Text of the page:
Materials used

Both duvet inserts and comforters come in natural and synthetic options. Down feathers are a popular choice and offer excellent control for the level of warmth with both. A duvet may give you more options since you can choose a different material for the outer cover versus the duvet insert, while you can only choose one outer material option for a comforter.

Construction

Duvet construction typically consists of a removable cover and an insert, whereas comforter construction involves a single-piece design with the outer material and filling permanently stitched together. There’s no need for a separate cover for a comforter.

Warmth and insulation

Both a duvet and a comforter offer varying levels of warmth and insulation. If you want to control the temperature with your bedding, choose warmer filings, such as down, or cooler options, such as polyester.

Maintenance and care

Maintenance and care are essential considerations for both, since you likely use either a duvet or comforter on a regular basis. Duvets are easier to clean, since they offer the ease of removing the outer cover. The inserts may prove a little more challenging, if the material (such as down) isn’t machine washable or if it’s too large for your washing machine.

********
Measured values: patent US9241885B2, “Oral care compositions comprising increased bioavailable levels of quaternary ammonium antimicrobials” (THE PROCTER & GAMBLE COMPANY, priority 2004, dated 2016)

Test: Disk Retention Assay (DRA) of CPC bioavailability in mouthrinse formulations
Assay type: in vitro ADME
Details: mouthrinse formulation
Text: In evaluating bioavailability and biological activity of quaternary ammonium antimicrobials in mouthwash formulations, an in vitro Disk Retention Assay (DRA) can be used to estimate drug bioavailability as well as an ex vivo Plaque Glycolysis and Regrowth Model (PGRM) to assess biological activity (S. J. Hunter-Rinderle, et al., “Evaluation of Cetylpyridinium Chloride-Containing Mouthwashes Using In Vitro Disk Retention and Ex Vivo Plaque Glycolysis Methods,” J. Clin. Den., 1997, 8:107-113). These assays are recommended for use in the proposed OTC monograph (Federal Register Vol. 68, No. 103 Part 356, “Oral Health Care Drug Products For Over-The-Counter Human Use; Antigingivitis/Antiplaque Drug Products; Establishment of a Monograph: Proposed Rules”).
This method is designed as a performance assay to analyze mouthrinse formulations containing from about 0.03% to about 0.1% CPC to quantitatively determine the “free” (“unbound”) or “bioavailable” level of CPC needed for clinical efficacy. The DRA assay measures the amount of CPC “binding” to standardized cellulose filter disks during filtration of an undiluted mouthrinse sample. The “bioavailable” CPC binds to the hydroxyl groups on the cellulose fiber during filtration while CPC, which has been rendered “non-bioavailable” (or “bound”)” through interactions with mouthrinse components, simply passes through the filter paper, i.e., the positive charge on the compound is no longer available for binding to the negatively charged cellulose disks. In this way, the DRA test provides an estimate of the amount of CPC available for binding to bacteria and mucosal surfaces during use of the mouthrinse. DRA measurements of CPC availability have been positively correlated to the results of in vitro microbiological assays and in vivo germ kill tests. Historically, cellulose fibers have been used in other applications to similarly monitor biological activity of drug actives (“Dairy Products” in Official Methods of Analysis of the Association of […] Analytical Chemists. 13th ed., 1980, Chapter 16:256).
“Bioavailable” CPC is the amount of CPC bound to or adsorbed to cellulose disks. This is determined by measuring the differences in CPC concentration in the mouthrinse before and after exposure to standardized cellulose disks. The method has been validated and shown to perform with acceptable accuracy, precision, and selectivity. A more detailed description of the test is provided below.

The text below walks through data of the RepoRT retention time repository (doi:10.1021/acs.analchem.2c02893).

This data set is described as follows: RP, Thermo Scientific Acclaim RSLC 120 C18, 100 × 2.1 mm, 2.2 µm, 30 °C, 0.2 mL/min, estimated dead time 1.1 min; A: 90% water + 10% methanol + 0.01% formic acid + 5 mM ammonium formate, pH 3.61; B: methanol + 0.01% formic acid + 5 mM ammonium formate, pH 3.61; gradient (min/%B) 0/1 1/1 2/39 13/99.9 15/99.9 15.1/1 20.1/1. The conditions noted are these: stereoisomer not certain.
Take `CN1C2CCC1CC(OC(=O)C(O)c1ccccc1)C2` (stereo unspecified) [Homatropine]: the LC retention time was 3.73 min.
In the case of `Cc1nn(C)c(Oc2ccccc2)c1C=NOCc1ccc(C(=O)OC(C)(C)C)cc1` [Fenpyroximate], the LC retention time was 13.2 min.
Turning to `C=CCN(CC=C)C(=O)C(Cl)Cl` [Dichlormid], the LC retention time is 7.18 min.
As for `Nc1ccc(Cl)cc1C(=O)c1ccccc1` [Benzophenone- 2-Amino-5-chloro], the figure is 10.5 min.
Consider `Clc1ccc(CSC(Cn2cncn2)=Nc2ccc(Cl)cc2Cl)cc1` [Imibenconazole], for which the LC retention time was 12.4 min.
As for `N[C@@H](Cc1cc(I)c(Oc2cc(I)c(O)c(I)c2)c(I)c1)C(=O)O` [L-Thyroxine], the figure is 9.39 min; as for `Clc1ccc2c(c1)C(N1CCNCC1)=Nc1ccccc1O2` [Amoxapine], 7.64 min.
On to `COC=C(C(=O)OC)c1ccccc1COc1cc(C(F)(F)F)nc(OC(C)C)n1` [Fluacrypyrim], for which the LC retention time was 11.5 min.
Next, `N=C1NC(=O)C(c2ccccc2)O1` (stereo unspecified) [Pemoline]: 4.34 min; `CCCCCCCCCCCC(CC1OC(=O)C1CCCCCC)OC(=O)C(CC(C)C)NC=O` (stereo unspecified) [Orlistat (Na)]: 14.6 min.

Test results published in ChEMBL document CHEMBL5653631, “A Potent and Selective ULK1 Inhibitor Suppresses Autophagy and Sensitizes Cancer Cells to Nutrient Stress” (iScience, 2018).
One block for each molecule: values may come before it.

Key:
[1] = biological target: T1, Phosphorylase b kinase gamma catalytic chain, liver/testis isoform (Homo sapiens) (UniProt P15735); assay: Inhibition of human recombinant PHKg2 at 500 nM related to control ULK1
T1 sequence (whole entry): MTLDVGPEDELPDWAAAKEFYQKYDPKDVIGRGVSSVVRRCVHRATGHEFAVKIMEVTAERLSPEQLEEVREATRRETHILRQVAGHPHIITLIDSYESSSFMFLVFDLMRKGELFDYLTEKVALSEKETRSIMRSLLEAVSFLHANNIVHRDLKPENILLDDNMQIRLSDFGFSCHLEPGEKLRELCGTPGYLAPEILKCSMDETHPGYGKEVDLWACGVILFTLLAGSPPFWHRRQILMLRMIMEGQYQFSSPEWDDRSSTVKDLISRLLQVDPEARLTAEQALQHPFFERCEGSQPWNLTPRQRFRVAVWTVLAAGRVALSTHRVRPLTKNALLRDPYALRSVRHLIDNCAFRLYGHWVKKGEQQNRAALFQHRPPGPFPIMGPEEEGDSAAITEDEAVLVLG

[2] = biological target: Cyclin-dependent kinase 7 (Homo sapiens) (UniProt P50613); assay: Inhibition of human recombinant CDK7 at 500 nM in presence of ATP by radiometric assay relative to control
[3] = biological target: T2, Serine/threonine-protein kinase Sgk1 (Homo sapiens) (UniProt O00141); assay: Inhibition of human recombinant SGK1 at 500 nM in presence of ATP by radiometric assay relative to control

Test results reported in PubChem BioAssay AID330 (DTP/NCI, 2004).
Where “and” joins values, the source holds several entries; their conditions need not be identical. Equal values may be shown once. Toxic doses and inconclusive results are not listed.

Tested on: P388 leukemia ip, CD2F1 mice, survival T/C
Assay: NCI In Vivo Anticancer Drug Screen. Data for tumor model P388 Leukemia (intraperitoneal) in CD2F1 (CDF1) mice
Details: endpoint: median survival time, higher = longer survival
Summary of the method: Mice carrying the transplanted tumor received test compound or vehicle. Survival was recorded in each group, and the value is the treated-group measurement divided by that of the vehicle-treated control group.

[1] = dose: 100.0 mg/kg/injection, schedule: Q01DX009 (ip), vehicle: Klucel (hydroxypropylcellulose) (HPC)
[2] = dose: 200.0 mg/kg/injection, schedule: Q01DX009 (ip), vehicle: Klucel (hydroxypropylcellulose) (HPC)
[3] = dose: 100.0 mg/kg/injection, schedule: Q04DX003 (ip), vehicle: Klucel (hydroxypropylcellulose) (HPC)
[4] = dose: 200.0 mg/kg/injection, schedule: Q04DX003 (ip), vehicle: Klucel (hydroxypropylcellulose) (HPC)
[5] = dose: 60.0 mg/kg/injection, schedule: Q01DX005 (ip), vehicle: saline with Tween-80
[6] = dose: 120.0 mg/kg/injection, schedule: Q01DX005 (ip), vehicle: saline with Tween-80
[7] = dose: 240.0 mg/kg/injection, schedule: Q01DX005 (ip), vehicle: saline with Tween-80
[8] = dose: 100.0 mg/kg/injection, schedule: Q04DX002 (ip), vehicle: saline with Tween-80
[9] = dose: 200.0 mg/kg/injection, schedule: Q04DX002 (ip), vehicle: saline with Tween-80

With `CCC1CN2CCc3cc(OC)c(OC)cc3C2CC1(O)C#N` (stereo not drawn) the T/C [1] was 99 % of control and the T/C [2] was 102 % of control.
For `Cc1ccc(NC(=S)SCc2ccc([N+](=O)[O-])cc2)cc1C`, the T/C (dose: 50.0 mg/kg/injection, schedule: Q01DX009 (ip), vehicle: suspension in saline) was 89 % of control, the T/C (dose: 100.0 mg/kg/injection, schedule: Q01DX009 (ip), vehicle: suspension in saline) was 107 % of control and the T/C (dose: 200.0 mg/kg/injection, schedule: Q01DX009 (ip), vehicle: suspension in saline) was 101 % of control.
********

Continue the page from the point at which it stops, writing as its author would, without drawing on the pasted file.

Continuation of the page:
A comforter may have the same challenges for washing and doesn’t benefit from a removable cover either, which could be a problem for someone who prefers more frequent washing.

Style and design

Both a duvet and comforter offer endless style and design choices, including patterns and colors. A duvet may offer a few more embellishments, such as buttons or zippers for enclosures, but both offer variety for design choices.

A duvet gives you the “fluffier” look, which some may prefer for a more relaxed style. And keep in mind, you can change out the style of your duvet by simply selecting a new outer cover. On the other hand, a comforter may look more sleek and easier to layer with other bedding, such as blankets.

Duvet sizes vs. comforter sizes

Another style and design aspect worth considering is the size of a duvet or comforter, since they measure slightly differently. Size is important, since you may prefer something with more overhang or greater coverage area. The most common sizes for each are:

Twin/Twin XL

Duvet: 64 inches x 89 inches to 70 inches x 88 inches

Comforter: 66 inches x 86 inches to 68 inches x 88 inches

Double/full

Duvet: 80 inches x 89 inches to 90 inches x 94 inches

Comforter: 81 inches x 86 inches to 84 inches x 88 inches

Queen

Duvet: 88 inches x 90 inches to 90 inches x 94 inches